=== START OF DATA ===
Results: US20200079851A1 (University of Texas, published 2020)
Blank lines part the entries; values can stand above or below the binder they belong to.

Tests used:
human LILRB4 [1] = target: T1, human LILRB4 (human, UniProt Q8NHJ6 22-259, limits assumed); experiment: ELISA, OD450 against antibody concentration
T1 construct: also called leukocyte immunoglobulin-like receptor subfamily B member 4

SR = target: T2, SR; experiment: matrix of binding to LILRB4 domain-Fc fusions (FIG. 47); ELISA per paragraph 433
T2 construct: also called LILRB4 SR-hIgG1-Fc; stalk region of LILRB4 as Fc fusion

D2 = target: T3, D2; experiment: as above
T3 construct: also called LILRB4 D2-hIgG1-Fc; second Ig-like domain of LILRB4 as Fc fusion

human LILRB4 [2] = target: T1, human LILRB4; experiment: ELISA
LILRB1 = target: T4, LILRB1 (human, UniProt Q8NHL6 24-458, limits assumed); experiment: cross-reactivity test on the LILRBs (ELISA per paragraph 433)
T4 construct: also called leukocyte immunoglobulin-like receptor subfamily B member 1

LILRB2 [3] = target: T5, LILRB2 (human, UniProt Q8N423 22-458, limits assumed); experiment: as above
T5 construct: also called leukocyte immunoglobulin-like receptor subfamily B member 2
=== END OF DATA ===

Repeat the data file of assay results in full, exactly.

Results: US20200079851A1 (University of Texas, published 2020)
Blank lines part the entries; values can stand above or below the binder they belong to.

Tests used:
human LILRB4 [1] = target: T1, human LILRB4 (human, UniProt Q8NHJ6 22-259, limits assumed); experiment: ELISA, OD450 against antibody concentration
T1 construct: also called leukocyte immunoglobulin-like receptor subfamily B member 4

SR = target: T2, SR; experiment: matrix of binding to LILRB4 domain-Fc fusions (FIG. 47); ELISA per paragraph 433
T2 construct: also called LILRB4 SR-hIgG1-Fc; stalk region of LILRB4 as Fc fusion

D2 = target: T3, D2; experiment: as above
T3 construct: also called LILRB4 D2-hIgG1-Fc; second Ig-like domain of LILRB4 as Fc fusion

human LILRB4 [2] = target: T1, human LILRB4; experiment: ELISA
LILRB1 = target: T4, LILRB1 (human, UniProt Q8NHL6 24-458, limits assumed); experiment: cross-reactivity test on the LILRBs (ELISA per paragraph 433)
T4 construct: also called leukocyte immunoglobulin-like receptor subfamily B member 1

LILRB2 [3] = target: T5, LILRB2 (human, UniProt Q8N423 22-458, limits assumed); experiment: as above
T5 construct: also called leukocyte immunoglobulin-like receptor subfamily B member 2